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This sonnet just popped into my mind, probably because Elizabeth Barrett Browning is buried in Florence and I like to visit her gravesite in springtime. I memorized many of her sonnets in my early twenties and this was among them:

Belovèd, thou hast brought me many flowers
Plucked in the garden, all the summer through,
And winter, and it seemed as if they grew
In this close room, nor missed the sun and showers.
So, in the like name of that love of ours,
Take back these thoughts which here unfolded too,
And which on warm and cold days I withdrew
From my heart’s ground. Indeed, those beds and bowers
Be overgrown with bitter weeds and rue,
And wait thy weeding; yet here’s eglantine,
Here’s ivy!—take them, as I used to do
Thy flowers, and keep them where they shall not pine.
Instruct thine eyes to keep their colours true,
And tell thy soul their roots are left in mine.

~ Elizabeth Barrett Browning

Time ticking

I must be officially in a mid-life crisis, or veering towards one :), because I find myself attracted to movies about older people evaluating their lives and finding them wanting - La Grande Bellezza, Le Week-end – and speaking of the latter, was greatly touched by this line from a Peter Bradshaw review in the Guardian that I read today:

Meg and Nick are finding that as they get older, mother nature has played a cruel trick on them. As well as the persistent twinges and pains and agonies of physical decay, they find that they are still poignantly interested in life, interested enough to yearn for more, and to be therefore intensely dissatisfied with themselves and with each other as time runs out, and to find they are still sufficiently compos mentis for this to be almost intolerably painful.

Sunday Vintage Inspiration: 70s feminism, Edith Holden, a kind of independence



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I was a weird teenager. Saying that I realize is a bit like that Tolstoy saw about every unhappy family being unhappy in a different way, but I was honestly a bit weird, even for a teenager. On the one hand I participated in math competitions and on the other hand I gobbled up books like this, which someone gave to me when I was about twelve:

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In my teens, I also read biographies of suffragettes and early women pioneers and statespersons and inhaled books by Virginia Woolf, Willa Cather, Alice Munro and Margaret Lawrence. When I look at it now, it’s evident that I was searching for evidence that women could be more than wives and mothers. Being a wife and mother is great, but I knew from the age of about nine that that wasn’t what I wanted primarily from life and I needed role models.

My mother was a woman who was comfortable being a wife and mother first, so I wasn’t going to get the inspiration there. Through my twenties her main preoccupation was with me getting married, which I assured her I would not do any time soon (or at least not until I had explored the world and sorted out my place in it). At one point she even asked me if I might be a lesbian, given that I had many art photos that were paintings of women on my walls. I pointed out to her that almost all celebrated painters through history were men, so they tended to paint females as models of beauty…ahem. There was eager anticipation with each new boyfriend, but she finally began to believe me when I broke up with my university boyfriend at the end of my 26th year. He was everything anyone would want in a spouse, but I could see the future and I knew I would be bored with the life that he aspired to. So I ended it. As I walk to work I often reflect on that decision as the most important one of my life – the one that gave me the freedom to be and become who I wanted to be. And of course had I chosen differently then I would never have met G., who is my perfect partner in life and adventure. I’m so glad I took the path less trodden and I wonder sometimes from whence that conviction in me came from such a young age, against the tide of opinion from my mother and also my beloved grandmother.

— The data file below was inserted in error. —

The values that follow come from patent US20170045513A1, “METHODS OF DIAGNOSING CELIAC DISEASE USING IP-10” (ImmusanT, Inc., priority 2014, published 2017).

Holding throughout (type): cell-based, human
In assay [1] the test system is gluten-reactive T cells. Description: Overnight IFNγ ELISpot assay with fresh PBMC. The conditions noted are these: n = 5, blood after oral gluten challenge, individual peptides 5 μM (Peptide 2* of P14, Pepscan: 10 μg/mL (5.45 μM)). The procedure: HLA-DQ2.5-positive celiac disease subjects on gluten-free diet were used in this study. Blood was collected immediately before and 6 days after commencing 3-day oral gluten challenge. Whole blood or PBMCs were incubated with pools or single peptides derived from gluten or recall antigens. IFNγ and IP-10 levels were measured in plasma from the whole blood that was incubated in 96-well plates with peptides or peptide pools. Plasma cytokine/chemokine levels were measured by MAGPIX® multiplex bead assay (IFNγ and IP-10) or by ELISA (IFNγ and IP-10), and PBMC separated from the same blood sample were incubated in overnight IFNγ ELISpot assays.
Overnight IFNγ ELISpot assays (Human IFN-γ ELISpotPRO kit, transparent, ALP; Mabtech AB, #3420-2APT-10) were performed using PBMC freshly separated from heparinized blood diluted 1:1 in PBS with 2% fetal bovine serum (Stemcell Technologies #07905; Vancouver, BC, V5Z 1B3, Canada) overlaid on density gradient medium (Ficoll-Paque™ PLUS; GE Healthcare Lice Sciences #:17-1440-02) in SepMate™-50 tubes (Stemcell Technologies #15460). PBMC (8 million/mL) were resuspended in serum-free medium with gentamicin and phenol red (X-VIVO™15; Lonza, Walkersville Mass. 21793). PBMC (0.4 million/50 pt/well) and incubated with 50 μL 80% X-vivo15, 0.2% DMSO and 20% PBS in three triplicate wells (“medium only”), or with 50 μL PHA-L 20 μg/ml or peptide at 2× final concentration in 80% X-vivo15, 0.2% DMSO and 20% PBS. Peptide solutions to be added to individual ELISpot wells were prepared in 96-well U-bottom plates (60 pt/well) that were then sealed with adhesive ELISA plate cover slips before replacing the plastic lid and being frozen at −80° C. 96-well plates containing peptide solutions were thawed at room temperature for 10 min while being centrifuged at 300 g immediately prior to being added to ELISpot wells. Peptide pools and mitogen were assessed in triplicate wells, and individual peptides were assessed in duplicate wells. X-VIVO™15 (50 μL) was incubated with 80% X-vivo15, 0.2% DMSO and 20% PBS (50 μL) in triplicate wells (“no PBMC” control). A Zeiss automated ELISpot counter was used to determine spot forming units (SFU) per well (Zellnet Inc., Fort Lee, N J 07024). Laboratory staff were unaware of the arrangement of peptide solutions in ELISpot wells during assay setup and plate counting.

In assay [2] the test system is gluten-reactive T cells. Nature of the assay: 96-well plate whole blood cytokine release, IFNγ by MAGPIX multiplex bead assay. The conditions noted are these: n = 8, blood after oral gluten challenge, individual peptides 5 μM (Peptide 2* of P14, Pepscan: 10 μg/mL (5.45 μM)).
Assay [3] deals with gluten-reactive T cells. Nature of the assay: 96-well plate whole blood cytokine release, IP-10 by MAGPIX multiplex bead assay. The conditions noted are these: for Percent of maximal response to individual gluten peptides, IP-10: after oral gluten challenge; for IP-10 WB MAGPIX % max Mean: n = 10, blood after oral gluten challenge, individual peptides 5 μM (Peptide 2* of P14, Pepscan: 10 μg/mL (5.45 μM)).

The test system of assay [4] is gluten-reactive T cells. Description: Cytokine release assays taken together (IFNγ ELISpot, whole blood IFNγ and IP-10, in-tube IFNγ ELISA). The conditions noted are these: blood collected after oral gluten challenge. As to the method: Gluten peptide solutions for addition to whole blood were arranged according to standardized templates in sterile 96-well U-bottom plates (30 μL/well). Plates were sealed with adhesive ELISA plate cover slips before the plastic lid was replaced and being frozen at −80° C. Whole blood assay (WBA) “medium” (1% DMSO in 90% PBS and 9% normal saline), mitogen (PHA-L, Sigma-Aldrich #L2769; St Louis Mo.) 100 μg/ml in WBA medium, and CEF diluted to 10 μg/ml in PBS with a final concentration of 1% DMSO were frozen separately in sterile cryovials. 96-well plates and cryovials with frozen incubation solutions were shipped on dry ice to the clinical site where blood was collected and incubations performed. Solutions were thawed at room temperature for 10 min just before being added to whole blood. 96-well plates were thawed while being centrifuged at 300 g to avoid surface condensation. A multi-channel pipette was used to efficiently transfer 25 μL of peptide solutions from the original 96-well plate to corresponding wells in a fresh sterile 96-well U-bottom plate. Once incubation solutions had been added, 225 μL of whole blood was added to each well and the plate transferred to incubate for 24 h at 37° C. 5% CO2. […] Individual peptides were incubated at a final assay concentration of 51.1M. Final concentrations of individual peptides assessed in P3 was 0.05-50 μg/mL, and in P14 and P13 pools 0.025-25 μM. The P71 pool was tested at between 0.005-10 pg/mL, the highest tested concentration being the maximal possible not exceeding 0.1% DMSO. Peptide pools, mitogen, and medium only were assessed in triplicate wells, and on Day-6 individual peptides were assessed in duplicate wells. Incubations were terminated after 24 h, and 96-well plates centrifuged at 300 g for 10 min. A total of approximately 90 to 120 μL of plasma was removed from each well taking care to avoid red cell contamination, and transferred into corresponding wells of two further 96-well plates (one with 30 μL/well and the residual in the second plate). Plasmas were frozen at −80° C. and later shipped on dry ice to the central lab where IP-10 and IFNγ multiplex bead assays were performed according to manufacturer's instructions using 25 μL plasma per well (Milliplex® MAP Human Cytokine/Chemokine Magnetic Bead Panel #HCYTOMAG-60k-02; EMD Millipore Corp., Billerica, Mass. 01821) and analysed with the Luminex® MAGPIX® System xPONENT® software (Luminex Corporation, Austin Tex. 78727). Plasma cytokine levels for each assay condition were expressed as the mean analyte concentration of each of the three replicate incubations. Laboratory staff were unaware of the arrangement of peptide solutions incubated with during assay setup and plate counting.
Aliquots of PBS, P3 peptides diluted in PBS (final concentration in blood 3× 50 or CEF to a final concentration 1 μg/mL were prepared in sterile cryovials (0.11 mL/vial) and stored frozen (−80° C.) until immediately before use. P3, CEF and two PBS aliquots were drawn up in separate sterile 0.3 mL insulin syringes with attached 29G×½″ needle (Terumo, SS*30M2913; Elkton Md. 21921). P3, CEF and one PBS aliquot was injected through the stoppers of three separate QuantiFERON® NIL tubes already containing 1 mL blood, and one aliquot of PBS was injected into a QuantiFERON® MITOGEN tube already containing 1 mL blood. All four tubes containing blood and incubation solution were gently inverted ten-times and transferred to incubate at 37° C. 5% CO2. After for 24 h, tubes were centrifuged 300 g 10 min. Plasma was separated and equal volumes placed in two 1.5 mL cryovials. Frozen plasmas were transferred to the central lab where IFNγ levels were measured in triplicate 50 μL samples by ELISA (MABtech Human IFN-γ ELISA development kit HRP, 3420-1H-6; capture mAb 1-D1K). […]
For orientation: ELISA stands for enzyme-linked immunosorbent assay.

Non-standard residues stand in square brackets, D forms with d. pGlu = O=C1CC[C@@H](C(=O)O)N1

The seventies, when I was a little girl, were a strange time. I had a strongly feminist aunt, my mother’s sister, who was thirteen years younger than my mother and caught up in the sexual revolution and in the feminist ideals of the period. I wished for a mother who was a modern career woman and who could introduce me to the world of woman career power, but at the same time there was always a whiff of something slightly dangerous, licentious and emotionally unhinged about my aunt’s version of feminism. I was unsure. In fact it wasn’t until I got my first professional job that I found my mentor: a ball-busting pioneering female diplomat who had made her career in difficult posts in the developing world. She had the single most powerful influence on my career and life of any woman before or since, because she pushed me to the edge of my abilities. She gave me challenging projects beyond my then-position and did not accept hesitation or self-doubt on my part. She emboldened me and gave me the conviction that my abilities were worth something. If in doubt, find a mentor!